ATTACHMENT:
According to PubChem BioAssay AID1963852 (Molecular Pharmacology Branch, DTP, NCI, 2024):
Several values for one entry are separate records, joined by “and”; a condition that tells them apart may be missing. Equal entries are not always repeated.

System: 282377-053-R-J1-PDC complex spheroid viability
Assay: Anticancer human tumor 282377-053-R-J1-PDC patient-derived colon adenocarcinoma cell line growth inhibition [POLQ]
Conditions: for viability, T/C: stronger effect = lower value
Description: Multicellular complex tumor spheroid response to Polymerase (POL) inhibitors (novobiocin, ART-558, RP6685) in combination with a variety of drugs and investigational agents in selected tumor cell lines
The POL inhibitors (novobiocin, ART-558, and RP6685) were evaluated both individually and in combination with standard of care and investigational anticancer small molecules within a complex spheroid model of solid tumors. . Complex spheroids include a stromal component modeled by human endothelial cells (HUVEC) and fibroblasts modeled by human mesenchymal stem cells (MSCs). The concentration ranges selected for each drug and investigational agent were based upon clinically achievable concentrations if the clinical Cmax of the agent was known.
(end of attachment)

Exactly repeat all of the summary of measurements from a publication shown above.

According to PubChem BioAssay AID1963852 (Molecular Pharmacology Branch, DTP, NCI, 2024):
Several values for one entry are separate records, joined by “and”; a condition that tells them apart may be missing. Equal entries are not always repeated.

System: 282377-053-R-J1-PDC complex spheroid viability
Assay: Anticancer human tumor 282377-053-R-J1-PDC patient-derived colon adenocarcinoma cell line growth inhibition [POLQ]
Conditions: for viability, T/C: stronger effect = lower value
Description: Multicellular complex tumor spheroid response to Polymerase (POL) inhibitors (novobiocin, ART-558, RP6685) in combination with a variety of drugs and investigational agents in selected tumor cell lines
The POL inhibitors (novobiocin, ART-558, and RP6685) were evaluated both individually and in combination with standard of care and investigational anticancer small molecules within a complex spheroid model of solid tumors. . Complex spheroids include a stromal component modeled by human endothelial cells (HUVEC) and fibroblasts modeled by human mesenchymal stem cells (MSCs). The concentration ranges selected for each drug and investigational agent were based upon clinically achievable concentrations if the clinical Cmax of the agent was known.